The Dunblane school massacre occurred at Dunblane Primary School in the Scottish town of Dunblane on 13 March 1996. The gunman, 43-year-old Thomas Hamilton (b. 10 May 1952), entered the school armed with four handguns, shooting and killing sixteen children and one adult before committing suicide. Along with the 1987 Hungerford massacre and the 2010 Cumbria shootings, it remains one of the deadliest criminal acts involving firearms in the history of the United Kingdom.
Public debate subsequent to these events centred on gun control laws, including public petitions calling for a ban on private ownership of handguns and an official enquiry, the Cullen Report. In response to this debate, the Firearms (Amendment) Act 1997 and the Firearms (Amendment) (No. 2) Act 1997 were enacted, which effectively made private ownership of handguns illegal in the United Kingdom.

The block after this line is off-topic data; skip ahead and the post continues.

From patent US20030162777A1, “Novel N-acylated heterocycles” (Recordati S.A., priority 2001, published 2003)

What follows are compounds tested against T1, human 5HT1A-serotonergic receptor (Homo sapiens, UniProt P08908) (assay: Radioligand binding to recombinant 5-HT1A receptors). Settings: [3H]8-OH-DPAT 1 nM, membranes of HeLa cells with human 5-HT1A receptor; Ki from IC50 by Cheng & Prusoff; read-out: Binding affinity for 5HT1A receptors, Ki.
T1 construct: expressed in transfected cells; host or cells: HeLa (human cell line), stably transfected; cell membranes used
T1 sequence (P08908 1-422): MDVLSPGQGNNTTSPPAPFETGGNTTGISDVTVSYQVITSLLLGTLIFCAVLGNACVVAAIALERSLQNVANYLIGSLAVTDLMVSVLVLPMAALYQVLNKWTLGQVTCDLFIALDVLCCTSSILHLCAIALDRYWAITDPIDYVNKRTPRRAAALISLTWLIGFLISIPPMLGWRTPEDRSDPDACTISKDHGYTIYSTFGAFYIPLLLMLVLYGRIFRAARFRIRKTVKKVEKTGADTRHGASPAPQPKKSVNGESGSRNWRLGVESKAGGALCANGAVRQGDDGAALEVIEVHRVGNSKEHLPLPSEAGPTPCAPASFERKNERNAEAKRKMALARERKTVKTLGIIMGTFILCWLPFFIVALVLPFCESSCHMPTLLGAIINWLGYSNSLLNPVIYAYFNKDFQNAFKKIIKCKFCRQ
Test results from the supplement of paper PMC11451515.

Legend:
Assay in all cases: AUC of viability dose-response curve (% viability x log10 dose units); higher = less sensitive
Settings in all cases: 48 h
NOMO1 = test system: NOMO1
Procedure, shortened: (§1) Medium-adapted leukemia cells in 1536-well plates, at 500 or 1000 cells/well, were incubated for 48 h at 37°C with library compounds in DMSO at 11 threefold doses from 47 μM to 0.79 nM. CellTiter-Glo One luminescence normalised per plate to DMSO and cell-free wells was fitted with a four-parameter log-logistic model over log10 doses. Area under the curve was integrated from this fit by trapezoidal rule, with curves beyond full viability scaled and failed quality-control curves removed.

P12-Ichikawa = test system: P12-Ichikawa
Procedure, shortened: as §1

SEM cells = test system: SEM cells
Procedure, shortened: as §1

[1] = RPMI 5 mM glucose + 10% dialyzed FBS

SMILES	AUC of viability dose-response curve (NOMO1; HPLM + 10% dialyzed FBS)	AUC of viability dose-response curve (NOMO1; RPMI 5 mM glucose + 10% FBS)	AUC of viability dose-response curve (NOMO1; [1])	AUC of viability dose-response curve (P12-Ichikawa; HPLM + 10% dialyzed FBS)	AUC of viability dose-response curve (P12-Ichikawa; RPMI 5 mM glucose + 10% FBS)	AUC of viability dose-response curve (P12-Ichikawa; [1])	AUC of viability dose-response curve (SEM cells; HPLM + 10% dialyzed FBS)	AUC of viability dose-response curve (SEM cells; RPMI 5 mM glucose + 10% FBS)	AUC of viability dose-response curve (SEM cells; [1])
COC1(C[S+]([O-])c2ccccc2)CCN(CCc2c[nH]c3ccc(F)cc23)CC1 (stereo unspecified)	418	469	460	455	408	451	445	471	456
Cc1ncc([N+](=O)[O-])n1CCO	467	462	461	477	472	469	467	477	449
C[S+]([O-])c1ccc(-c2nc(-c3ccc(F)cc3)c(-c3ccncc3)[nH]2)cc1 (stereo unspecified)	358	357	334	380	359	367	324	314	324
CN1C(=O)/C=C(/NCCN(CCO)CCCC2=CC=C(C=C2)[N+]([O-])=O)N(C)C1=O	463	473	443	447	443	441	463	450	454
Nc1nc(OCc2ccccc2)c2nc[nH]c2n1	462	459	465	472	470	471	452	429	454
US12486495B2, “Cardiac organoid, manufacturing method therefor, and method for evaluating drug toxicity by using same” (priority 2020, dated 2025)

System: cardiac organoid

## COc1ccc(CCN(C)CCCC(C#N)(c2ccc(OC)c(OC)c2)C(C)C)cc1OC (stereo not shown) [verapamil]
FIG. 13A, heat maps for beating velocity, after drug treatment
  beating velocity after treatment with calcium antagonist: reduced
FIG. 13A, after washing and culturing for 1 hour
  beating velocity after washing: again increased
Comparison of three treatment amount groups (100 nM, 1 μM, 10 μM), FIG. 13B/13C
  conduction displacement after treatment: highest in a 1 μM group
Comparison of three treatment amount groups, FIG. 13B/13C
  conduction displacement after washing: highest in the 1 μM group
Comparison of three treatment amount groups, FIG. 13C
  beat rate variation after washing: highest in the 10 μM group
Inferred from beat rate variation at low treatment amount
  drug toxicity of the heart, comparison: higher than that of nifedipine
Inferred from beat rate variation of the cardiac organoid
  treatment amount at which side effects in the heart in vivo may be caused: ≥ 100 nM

On 13 March 1996, unemployed former shopkeeper Thomas Hamilton (born Thomas Watt, Jr. 10 May 1952) walked into Dunblane Primary School armed with two 9 mm Browning HP pistols and two Smith & Wesson M19 .357 Magnum revolvers, all legally held. He was carrying 743 cartridges, and fired his weapons 109 times. The subsequent police investigation revealed that Hamilton had loaded the magazines for his Browning with an alternating combination of full-metal-jacket and hollow-point ammunition.